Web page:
Golden Dawn (feat Stefanie Parnow) - (7:14) 133 BPM
Interdimensional Interferenc - (5:58) 137 BPM
Distant Paradise - (8:04) 128 BPM
Be (feat Robert Owens) - (4:50) 138 BPM
Vampir - (6:29) 127 BPM
Downtown 161 - (11:36) 132 BPM
Review: Existenz is Dave Sumner's third artist album as Function, and it partly ushers in a change in style. While there are echoes of his typical brooding, hypnotic techno on the mysterious, acid-tinged "Nylon Mood" and the heads-down roller, "Golden Dawn" - which features Stefanie Parnow - much of the album comprises a more mellow mood. There's the wonderfully hypnotic 90s ambient of "The Approach" and "Sagittarius A (Right Ascension)", while Function hooks up with vocalist Robert Owens to do deep house on the layered, textured "Growth Cycle". It's without doubt Function's most diverse long player, and ranges from the rickety electro of "Pleasure Discipline" to the dub shanty of "Interdimensional Interference".
Review: While he's been keeping himself in the spotlight via some suitably glassy-eyed and loved-up remixes and collaborations, Phillip Lauer has not released much solo music in 2018. Now we know why: he was putting the finishing touches to "Power", his latest full-length for Gerd Janson's consistent Running Back label. As you might expect, all nine tracks ripple with giddy audio references to vintage dance styles of the '80s and '90s, from the synth-heavy Italo-disco revivalism of "Phaser7" and "Mirrors", to the rush-inducing electro positivity of "Direction" and the almost overwhelmingly sun-kissed pulse of Balearic-minded ambient opener "Blissos". While his inspirations are overwhelmingly old-fashioned, the resultant tracks are rarely less than brilliant, with the instrumental synth-pop rush of "Realistic" and muscular, Bobby Orlando-esque sing-along "Power" amongst the many sparkling highlights.
Review: Carl Finlow is one of the UK's greatest electronic music producers, as this compilation demonstrates. Issued on 20:20 Vision, the label he co-founded with Back 2 Basics' Ralph Lawson, it features some of his finest electro work. On the deeper tip, there's the wonderfully mournful synths of "Anomaly" and "Equilibrium", while he veers into synth pop with the irresistibly catchy hooks and nerdy vocals on "Broken Mirror". However, that's not to detract from the weight of Finlow's catalogue, and tracks like the menacing "Nanotech" or the dense electro funk of "Mr Machine"- the title track of the bench mark 2002 album he recorded under the Silicon Scally guise - put him right up there with electro's greats.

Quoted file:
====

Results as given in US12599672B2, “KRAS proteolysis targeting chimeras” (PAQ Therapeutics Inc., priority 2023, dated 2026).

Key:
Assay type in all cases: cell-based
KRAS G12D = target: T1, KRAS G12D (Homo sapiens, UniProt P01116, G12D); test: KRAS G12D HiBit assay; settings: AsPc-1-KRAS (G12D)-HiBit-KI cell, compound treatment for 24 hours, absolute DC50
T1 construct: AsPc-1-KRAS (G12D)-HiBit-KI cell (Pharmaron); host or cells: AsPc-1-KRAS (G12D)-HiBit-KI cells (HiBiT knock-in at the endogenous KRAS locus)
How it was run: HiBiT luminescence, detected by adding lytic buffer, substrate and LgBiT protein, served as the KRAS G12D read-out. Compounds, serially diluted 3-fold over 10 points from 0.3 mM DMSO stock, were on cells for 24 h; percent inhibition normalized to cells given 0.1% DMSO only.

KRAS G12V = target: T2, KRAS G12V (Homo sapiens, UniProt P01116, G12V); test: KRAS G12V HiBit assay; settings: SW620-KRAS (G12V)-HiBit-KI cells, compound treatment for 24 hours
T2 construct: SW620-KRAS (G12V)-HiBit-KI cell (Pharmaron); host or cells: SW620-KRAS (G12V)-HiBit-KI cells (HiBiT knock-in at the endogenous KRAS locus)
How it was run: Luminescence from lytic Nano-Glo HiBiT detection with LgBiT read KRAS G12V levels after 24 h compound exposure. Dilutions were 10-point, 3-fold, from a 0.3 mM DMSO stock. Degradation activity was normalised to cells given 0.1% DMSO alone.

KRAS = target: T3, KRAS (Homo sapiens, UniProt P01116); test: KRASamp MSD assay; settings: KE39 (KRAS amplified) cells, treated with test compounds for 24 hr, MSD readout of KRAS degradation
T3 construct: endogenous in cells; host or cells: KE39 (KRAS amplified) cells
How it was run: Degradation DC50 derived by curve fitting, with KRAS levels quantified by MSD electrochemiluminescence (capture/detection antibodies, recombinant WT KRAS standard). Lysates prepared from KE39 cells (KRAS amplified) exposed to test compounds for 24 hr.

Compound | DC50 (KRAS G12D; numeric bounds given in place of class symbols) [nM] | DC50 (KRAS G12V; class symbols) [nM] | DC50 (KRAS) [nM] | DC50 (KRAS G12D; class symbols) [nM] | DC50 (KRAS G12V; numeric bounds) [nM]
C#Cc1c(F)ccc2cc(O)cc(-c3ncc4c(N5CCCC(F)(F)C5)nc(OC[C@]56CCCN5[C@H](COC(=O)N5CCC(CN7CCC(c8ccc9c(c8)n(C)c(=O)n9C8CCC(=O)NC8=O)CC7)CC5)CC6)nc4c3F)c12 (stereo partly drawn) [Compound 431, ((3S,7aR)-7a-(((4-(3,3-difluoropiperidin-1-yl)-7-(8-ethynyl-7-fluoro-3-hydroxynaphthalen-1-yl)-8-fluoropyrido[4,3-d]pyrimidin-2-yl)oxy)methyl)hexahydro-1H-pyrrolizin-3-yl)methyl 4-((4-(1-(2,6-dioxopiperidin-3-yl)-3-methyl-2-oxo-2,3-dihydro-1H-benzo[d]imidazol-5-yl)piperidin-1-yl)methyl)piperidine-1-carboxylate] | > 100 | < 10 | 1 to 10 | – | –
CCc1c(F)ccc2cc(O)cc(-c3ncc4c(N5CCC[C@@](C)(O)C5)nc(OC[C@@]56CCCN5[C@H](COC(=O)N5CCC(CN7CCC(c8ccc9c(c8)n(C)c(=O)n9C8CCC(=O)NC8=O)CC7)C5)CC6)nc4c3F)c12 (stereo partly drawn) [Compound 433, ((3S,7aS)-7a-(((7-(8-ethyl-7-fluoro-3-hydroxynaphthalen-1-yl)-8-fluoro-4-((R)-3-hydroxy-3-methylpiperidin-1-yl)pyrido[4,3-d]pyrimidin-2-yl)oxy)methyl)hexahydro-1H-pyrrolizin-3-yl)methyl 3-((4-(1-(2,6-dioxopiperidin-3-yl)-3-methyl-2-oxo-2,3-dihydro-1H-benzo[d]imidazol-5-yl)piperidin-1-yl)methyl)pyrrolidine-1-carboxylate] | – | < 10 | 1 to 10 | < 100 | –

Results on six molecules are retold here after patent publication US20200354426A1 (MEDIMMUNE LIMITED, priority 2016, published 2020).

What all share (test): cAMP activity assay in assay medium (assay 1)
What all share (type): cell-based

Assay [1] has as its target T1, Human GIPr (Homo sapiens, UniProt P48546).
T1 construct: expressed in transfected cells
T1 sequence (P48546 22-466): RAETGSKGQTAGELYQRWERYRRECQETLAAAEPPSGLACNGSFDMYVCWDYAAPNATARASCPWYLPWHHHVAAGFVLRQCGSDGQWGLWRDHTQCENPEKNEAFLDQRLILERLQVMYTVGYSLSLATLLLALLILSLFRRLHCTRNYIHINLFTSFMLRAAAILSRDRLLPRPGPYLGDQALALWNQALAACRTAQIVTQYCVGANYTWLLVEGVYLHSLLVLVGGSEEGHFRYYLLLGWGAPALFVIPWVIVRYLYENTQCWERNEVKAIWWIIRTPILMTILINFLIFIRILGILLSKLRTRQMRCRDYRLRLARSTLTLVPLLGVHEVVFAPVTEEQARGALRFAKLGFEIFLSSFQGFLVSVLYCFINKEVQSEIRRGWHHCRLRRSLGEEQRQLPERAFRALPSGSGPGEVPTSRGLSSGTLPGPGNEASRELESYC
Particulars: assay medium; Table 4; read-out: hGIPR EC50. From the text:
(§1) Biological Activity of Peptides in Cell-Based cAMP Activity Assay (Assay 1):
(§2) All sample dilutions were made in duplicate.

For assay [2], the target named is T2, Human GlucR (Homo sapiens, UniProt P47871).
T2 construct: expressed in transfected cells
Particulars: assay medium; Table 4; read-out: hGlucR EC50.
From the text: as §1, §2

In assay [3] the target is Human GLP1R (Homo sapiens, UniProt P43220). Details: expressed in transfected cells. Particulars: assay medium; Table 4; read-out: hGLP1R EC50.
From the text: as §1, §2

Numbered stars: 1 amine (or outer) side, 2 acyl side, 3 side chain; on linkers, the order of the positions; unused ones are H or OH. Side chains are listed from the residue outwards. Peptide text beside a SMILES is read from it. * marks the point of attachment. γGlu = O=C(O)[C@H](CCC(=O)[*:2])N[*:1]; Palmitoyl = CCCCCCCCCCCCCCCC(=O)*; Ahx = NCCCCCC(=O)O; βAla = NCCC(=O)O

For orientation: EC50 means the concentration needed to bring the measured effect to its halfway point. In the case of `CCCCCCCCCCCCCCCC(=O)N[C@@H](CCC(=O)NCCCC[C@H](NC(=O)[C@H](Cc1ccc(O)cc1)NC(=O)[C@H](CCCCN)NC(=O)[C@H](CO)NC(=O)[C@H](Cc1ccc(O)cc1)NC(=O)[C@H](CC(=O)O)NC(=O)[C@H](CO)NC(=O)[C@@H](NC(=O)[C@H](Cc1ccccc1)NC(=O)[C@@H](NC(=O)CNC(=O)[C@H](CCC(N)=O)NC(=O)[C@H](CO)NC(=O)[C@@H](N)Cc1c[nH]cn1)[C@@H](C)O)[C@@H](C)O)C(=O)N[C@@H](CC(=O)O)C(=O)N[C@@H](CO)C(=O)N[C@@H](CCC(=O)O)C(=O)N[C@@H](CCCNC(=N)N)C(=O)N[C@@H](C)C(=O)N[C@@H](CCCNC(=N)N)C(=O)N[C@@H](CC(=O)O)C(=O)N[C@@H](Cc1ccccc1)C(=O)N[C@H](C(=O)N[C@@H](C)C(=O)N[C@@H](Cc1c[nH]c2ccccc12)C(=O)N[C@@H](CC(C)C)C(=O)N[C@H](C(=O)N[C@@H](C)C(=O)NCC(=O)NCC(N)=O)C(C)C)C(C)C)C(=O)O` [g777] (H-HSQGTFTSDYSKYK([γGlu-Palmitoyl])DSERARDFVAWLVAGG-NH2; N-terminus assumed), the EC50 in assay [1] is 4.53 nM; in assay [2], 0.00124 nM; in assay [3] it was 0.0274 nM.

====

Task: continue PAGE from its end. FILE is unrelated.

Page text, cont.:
Review: Usually, De:tuned puts out reissues, so Communion marks something of a departure for the label. It's Kirk Degiorgio's first studio album in 15 years under the As One project, and as befits its heritage, it's a gloriously widescreen affair. There's the dreamy ambience of "Absorption Spectra" and both "Downburst" and "Irimias" fuse similar sound scapes with brittle electro back beats. "The Ladder" sees Degiorgio push farther in the Detroit techno direction, guided on the way by out space blips, while the serene "Aimpoint" is redolent of the deeper than deep ambient-techno sound he explored on the classic As One album, Reflections. It's a timeless work.
Review: Work is Steffi's first release on Ostgut in a few years, and it sees her hook up with long-standing collaborator Virginia. "Be True to Me" is a typical Steffi track: understated blips and lush synths unfold over a bubbling groove, with Virginia's soulful tones at the heart of the arrangement. However, the approach changes on "Sight From Above", where smoky beats support the vocal narrative. "Help Me Understand" and "Until You're Begging" both see Steffi reach back to the angular electro that her label Klakson became known for, albeit with vocals added. Meanwhile, the title track sees the pair head off into deeper waters, with a rumbling bass accompanying bruising drums and Virginia's soulful tones.